Before-A-Loved-One-Dies

Before A Loved One Dies

Written By JC Tulalian, Philippines

I was by the side of a church member’s father minutes before he took his last breath. Overcome with emotion, I whispered a final prayer for him. It was the first time I’d felt so depressed while praying for someone.

That was in April. When my friend’s father died of cancer, he was only 40.

What could I say to a family who had just lost their beloved father? I knew the right “Christian” things to say: “Don’t worry, God is in control”, or “Be strong, I’m praying for you” . . . but when I saw the sadness on the faces of everyone around me, I struggled to bring myself to say those words. And I had to wonder: why did God allow this to happen to a family who loved and followed Him so faithfully?

At her husband’s funeral, my friend’s mother said in her eulogy, “How can I rejoice in this situation? How can I say, ‘Thank you, Lord’? Why did You allow this to happen? My husband is dead . . . But I will wait for Your answer, I will wait for it.” As I sat there listening to her heartfelt cries to God, I learned two things about responding to trial and loss in life: Our response shows how close we are to God; and pouring out our hearts to Him is a perfectly acceptable response.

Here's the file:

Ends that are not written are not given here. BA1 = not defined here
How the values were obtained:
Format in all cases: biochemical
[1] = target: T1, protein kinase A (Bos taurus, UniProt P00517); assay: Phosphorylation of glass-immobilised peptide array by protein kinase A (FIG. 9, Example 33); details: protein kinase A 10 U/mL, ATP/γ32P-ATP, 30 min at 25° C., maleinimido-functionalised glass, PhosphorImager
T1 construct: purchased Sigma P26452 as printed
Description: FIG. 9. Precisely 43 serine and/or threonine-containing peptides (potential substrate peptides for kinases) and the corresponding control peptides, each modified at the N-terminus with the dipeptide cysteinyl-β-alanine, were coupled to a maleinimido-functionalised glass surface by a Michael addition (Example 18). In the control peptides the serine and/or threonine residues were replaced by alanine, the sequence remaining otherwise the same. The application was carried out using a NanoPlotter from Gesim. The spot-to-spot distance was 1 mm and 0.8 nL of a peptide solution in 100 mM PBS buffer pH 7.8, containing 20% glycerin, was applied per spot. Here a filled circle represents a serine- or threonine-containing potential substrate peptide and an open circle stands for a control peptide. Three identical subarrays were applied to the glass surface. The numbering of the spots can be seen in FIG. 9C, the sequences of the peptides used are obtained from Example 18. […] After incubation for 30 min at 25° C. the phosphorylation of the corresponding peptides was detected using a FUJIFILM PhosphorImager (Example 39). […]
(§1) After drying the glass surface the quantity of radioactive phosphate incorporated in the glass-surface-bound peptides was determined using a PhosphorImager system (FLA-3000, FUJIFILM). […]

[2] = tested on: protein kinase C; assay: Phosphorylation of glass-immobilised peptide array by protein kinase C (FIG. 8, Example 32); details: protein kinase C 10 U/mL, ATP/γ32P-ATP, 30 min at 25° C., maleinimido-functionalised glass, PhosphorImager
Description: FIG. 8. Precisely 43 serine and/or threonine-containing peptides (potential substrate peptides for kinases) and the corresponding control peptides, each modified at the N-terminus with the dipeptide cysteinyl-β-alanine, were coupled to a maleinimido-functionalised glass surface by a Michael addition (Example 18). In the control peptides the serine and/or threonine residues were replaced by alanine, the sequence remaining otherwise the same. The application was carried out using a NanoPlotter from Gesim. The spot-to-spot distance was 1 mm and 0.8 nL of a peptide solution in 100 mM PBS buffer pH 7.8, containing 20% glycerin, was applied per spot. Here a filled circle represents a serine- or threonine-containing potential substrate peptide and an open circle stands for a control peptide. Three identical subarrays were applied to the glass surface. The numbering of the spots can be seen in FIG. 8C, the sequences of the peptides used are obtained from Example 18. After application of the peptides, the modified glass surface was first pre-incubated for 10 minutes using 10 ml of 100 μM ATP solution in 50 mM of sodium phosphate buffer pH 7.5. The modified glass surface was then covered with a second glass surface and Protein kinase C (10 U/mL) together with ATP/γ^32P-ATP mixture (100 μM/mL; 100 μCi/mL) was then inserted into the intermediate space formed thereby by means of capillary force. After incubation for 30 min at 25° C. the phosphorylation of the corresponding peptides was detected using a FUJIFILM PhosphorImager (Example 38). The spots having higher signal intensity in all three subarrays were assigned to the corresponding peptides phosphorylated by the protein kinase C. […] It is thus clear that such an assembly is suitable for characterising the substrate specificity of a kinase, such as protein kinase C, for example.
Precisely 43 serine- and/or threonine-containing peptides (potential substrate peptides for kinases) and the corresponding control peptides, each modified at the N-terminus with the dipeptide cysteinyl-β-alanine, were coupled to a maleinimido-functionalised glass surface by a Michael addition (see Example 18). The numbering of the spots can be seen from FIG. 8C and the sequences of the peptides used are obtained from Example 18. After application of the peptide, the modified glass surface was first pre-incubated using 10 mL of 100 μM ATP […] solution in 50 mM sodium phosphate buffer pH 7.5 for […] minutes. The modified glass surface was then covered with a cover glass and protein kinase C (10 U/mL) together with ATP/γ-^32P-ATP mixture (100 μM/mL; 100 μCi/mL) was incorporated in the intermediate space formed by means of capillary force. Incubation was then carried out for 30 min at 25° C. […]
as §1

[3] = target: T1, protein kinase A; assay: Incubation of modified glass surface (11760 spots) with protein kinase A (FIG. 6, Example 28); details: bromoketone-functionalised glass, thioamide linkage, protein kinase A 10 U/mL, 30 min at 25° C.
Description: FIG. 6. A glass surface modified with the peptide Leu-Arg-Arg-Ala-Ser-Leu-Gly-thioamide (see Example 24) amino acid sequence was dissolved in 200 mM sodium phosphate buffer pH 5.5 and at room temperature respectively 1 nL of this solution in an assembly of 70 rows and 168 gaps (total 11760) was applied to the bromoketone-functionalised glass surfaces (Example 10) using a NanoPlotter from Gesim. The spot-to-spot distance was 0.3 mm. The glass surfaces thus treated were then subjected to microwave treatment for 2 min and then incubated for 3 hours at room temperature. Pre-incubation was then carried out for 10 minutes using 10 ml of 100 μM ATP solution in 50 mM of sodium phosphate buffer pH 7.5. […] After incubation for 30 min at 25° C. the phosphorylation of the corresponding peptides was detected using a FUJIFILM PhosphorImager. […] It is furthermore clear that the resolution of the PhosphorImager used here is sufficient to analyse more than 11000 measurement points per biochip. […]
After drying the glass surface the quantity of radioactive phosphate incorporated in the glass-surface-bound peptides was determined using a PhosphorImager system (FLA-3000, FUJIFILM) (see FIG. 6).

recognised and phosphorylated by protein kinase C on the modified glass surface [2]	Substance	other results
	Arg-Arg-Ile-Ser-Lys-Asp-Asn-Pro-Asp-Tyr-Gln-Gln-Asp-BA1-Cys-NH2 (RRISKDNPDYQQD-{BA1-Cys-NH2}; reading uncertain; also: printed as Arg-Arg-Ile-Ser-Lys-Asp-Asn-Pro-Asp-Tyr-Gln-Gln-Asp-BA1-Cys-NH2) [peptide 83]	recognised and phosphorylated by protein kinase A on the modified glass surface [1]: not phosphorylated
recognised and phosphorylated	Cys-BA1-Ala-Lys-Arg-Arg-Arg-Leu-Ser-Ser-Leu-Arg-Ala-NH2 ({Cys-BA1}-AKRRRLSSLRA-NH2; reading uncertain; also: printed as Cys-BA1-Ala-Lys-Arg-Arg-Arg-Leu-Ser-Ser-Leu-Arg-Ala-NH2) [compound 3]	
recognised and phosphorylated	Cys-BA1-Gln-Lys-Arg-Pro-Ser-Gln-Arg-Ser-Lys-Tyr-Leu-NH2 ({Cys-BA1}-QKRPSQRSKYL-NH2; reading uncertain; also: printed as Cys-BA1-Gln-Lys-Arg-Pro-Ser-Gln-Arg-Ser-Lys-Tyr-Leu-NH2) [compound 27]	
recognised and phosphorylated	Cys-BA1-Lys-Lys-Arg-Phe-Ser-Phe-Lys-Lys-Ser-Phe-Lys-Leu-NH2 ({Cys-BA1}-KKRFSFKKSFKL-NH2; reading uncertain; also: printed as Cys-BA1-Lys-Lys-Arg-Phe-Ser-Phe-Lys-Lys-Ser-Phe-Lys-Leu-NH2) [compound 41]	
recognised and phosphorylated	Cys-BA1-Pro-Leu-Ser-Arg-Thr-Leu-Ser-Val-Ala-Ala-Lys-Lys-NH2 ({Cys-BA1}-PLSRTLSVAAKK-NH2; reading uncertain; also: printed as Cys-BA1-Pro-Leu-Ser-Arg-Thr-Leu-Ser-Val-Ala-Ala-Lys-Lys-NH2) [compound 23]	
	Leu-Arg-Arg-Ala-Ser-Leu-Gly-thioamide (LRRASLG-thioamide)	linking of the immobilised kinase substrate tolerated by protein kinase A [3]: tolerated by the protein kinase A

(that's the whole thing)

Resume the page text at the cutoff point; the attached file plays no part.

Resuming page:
Have a Close Relationship with God

One of the most quoted examples about suffering and loss in the Bible is the account of Job. God allowed Satan to inflict suffering and loss on Job to test his faith in difficult times. When that happened, Job didn’t waver in his faith, but continued trusting in God. Though he was in immense grief and pain, his relationship with God remained intact and he trusted in God’s sovereignty through it all.

I believe that Job could do this because way before these trials came, he was walking closely with God. I witnessed a steadfastness in my friend’s mother when her husband died. Although she was overwhelmed with sorrow, she kept her faith in God and continued to wait on Him.

 

Pour Out Our Hearts to Him

That’s not to say that we cannot express our deepest emotions to God. Besides Job, the Bible records many other godly men and women of faith who went through very challenging times, and did exactly that.

When his enemies were coming after him, David wrote Psalm 42 to lament to God about the troubles He faced. He sought God and expressed his inner fears and emotions to Him. And through the psalm, we see how God reminded him of His love and how David received comfort from that knowledge.

Some of us may have heard of how American lawyer Horatio G. Spafford wrote the well-known hymn, “It is Well With My Soul”, after his four daughters died in a shipwreck. It amazes me that in his despair and grief, he was able to pen a song with these words: “It is well with my soul”. And just like David, Spafford’s honesty before God was the first step in allowing God to heal and comfort him.

 

As we go through life’s trials and loss, let’s stand firm in our faith, knowing that God is constant and that He is sovereign over all. Let’s learn to pour out our hearts and wait patiently on Him.

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